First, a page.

Davis is also a believer in art always needing to be reflective of its owner. Case in point: even though he owns one of 1,000 BearBrick dolls produced in 2008 by Karl Lagerfeld – a collectible that has soared in popularity since the Chanel designer’s death – he says: “I love that piece, but I have a feeling it will eventually go back to the person who sold it to me. She is a very special person in my life now and I feel like it is more a reflection of her than it is of me.”
A piece Davis is unlikely to part with is a caricatural self-portrait that occupies pride of place alongside a similar frame of Princess Diana. “I bought the Diana piece from a Dutch pop artist and then commissioned him to do a matching one of me. It is a little self-indulgent, I know, but my friends know it comes with a wink and a nod.”
Another whimsical acquisition comes from a New Orleans artist – an original watercolour of a mosquito. “We jokingly say the mosquito is the state bird of Louisiana because they are so prevalent due to the humid climate. This watercolour was used as a template for street art that was done around the City of New Orleans, and I love it because it’s cheeky and it reminds me of home,” says Davis.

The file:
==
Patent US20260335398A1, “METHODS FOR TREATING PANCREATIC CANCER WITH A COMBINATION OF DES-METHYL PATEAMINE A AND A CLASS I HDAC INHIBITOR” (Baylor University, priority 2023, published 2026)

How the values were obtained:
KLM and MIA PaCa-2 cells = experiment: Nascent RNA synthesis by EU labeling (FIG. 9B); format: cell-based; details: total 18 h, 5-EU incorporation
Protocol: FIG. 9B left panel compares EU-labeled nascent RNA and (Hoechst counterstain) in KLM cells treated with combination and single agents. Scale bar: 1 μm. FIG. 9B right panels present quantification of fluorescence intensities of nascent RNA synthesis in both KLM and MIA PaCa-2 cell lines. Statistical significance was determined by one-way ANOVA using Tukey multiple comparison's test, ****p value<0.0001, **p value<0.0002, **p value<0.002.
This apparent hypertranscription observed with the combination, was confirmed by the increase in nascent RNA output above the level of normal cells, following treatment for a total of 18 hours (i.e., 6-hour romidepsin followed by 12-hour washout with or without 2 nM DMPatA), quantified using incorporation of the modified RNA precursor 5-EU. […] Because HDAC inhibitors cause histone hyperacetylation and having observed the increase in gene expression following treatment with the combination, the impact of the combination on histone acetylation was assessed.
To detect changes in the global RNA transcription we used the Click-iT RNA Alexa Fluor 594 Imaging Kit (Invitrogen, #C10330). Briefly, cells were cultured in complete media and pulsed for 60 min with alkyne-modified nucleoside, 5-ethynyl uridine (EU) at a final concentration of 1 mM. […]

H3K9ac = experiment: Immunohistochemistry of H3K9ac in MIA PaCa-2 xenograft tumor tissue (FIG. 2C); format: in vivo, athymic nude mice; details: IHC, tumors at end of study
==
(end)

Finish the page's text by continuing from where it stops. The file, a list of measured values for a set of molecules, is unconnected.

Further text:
That’s not to say that the art collector in Davis does not have a serious side, though. A lithograph by American artist Thomas McKnight depicts a favourite Grecian island, while next to the dining table hang a pair of powerful photographs by artist Bobby Sager: one depicting a boy fighter from Rwanda who made his first kill at the age of 7, and two girls from a war-torn Afghan village.
“I like things that are provocative and that have some meaning to me, whether associated with a person, a place I’ve travelled to or a concept or cause that is important," says Davis. "The works I have are not all expensive – and nothing I have is super-expensive and anything I own would be affordable to someone who has the means to collect – but everything I have is priceless to me because each piece tells a story."